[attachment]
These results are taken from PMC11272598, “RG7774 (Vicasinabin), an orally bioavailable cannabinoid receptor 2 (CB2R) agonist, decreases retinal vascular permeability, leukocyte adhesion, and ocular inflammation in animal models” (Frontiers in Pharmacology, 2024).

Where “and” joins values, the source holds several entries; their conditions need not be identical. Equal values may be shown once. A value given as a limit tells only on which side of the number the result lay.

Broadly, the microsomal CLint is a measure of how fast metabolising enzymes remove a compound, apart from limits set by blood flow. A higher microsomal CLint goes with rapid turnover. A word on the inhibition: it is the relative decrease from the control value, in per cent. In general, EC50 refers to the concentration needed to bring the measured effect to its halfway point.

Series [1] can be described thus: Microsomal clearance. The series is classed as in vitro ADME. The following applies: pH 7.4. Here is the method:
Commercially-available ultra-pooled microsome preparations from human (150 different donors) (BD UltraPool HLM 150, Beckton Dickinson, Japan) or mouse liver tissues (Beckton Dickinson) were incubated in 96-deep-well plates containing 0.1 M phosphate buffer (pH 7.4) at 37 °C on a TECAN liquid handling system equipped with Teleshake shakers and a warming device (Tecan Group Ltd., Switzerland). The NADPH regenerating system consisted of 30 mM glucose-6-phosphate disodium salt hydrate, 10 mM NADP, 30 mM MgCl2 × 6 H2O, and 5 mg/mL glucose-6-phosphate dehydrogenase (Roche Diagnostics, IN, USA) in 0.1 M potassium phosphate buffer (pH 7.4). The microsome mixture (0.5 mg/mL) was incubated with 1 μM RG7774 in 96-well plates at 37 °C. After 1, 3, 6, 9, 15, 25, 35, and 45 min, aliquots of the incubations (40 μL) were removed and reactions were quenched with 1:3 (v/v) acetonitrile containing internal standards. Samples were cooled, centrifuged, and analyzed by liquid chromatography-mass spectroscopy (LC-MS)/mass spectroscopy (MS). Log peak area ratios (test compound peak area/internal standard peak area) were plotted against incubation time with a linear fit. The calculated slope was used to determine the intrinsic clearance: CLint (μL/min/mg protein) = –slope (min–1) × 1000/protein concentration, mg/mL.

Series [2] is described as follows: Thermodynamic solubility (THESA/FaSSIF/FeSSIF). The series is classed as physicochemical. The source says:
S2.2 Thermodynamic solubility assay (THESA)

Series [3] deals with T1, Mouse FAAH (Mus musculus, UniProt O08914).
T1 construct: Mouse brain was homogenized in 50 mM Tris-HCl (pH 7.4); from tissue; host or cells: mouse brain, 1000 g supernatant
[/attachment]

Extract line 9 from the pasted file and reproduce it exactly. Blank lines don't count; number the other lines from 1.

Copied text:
T1 construct: Mouse brain was homogenized in 50 mM Tris-HCl (pH 7.4); from tissue; host or cells: mouse brain, 1000 g supernatant